Back in July, fans and allies helped convince the European Parliament to schedule a vote rather than automatically approving some fan-unfriendly proposals. Now it is time to act! The European Parliament will be voting on these proposals in a few days. The short version of “what can I do” is: Contact your MEP now. For the longer version, and a discussion of why these proposals matter to fans, read on!
What Are Articles 11 and 13, and Why are They Bad for Fans?
Fandom loves and thrives on the Internet, and the Internet loves and thrives on fandom! So much of what makes fan communities and fan creativity work so well are the same things that make the Internet what it is: people sharing their transformative creations and linking to things that drive their interests. We post vids, gifs, fics, filks, and so many other wonderful, creative things! We link to news stories about our favorite shows, writers, performers, and trends! We use these things to find ourselves and communicate with people all around the world.
The proposals under consideration–Articles 11 and 13 of the Proposal for a Directive on Copyrights in the Digital Single Market–could make all of these things harder to do. Both proposals would govern how the EU approaches copyright on the internet. Article 11, often called the “link tax” or “ancillary copyright,” would effectively make it infringing for websites to use quotes or snippets to link to copyrighted press publications. Article 13, often called the “censorship machine,” has to do with when websites are liable for material posted by their users, and whether and when websites have an obligation to filter user-posted content to prevent users from posting infringing material.
These provisions would not make fanworks illegal, but they could make fanworks harder to post and find. The precise language of these proposals is still being debated, so it’s hard to predict exactly what sites would be included, and what they would make those sites do. But if they pass, they will definitely require some sites to prevent some kinds of linking and to engage in mandatory content filtering. Some versions of the proposals are worse than others. For example, in some proposals, nonprofit entities like the OTW/AO3 would be exempt from filtering obligations. In others, the rules would take into account the nature of the works hosted, but not take into account a site’s nonprofit status. Regardless, commercial sites like YouTube and Tumblr will likely see new obligations if these Articles pass. To find out even more about these proposals, we recommend reading this Reddit AMA that a few top European intellectual property professors did in June, and the Copyright 4 Creativity Coalition’s CopyBuzz post about the most recent “compromise” proposal.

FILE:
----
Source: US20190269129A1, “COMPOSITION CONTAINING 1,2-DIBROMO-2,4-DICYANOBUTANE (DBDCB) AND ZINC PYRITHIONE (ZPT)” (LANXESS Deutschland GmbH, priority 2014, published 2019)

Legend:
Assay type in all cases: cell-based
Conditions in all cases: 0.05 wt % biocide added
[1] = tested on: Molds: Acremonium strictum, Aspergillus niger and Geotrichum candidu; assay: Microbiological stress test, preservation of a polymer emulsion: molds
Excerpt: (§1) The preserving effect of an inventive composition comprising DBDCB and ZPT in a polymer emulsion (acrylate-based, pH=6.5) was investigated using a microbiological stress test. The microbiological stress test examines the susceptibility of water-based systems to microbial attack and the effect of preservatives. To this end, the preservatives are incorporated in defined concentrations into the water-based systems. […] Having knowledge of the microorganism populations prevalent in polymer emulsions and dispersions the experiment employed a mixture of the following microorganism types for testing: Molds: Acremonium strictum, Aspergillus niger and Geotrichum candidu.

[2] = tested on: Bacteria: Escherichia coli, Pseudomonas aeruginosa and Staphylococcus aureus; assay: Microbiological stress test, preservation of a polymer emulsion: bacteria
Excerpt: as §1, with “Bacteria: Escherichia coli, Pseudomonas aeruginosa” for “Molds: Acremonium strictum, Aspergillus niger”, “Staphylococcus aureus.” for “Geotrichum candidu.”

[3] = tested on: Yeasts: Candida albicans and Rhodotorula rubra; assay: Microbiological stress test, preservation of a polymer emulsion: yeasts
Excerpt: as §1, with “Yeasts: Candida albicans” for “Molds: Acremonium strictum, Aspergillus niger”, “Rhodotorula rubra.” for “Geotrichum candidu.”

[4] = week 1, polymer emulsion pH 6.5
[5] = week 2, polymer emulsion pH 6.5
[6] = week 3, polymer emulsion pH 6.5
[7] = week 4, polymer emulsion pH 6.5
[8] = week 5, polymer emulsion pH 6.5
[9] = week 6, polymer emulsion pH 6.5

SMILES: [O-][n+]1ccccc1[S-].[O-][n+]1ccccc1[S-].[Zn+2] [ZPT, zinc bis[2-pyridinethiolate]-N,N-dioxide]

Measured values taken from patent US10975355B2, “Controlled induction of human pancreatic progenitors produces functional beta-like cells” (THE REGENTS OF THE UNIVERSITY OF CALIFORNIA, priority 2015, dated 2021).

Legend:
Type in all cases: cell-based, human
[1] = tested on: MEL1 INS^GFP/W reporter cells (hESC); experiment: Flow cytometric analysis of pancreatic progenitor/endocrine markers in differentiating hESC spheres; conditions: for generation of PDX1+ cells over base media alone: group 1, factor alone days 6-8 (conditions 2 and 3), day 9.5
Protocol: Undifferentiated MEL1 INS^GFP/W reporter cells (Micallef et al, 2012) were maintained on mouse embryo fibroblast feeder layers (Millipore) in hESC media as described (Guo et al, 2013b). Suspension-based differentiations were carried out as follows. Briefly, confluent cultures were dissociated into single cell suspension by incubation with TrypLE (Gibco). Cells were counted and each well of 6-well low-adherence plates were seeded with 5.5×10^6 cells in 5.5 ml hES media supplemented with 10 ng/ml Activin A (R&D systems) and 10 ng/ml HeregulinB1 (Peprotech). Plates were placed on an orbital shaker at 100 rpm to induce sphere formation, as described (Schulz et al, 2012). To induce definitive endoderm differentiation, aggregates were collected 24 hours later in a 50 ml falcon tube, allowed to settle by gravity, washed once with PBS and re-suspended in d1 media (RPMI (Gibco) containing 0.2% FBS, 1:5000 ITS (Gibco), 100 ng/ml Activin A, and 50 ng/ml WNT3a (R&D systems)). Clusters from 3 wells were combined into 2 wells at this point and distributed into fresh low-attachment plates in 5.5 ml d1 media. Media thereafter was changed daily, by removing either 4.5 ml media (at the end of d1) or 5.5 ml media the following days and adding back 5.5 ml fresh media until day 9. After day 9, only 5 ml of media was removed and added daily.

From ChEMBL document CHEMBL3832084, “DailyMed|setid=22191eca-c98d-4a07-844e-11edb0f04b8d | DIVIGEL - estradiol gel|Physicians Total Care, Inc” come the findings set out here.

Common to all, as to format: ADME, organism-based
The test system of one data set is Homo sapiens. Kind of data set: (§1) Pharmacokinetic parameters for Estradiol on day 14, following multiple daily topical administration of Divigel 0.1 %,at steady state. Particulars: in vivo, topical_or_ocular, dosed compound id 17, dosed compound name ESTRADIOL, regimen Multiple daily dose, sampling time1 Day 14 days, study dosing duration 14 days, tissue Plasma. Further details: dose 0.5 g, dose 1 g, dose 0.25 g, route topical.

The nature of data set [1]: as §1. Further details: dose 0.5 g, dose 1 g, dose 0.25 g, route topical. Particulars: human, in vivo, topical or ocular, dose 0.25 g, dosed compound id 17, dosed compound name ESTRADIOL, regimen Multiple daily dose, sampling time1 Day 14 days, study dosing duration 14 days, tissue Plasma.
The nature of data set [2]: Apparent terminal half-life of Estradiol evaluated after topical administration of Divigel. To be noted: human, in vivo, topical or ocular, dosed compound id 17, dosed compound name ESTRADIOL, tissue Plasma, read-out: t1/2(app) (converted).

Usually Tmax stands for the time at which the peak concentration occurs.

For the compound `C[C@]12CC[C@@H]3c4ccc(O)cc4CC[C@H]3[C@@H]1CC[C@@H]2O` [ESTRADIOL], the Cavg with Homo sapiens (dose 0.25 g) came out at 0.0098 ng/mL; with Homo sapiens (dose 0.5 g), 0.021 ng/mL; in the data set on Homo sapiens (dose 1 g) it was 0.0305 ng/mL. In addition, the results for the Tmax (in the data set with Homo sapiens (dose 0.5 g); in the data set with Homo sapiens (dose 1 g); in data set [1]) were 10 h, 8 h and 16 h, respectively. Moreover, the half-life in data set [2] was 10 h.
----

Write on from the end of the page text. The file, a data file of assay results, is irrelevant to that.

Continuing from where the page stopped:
What does that mean for fans? Non-commercial transformative fanworks would still be legal to create, post and view, but they could easily get caught in mandatory algorithmic filters and never even make it to the Internet. Limitations on how sites can contain links to press publications can make it harder for fans to find fannish information and content. Rules that impose liability on websites for their users’ materials could easily shut some platforms down and prevent new ones from arising. So while these provisions are about Internet platforms, they could make it harder to find and post (non-infringing) fanworks online.
What can fans do?
Between now and the September 12 vote, your voice matters!
For Europeans, that means that the best thing you can do right now is to Contact your MEP and let them know that this matters to you! Let them know that you don’t want websites to be liable for material posted by their users. Let them know that you don’t want algorithms and machines to be filtering internet content for infringement–machines that won’t understand fair use, fair dealing, and transformative free expression. Let them know that Articles 11 and 13 would be bad for European creators, who depend on being able to find and post transformative works.
For people outside Europe, there is (alas!) much less to do–petitions and calls (etc.) to MEPs from outside the EU aren’t helpful at this stage–but please signal-boost this issue on your social networks so that Europeans know to get involved.
OTW Legal will keep fighting for fan-friendly laws on the internet and around the world. But right now, your voice is the one that matters!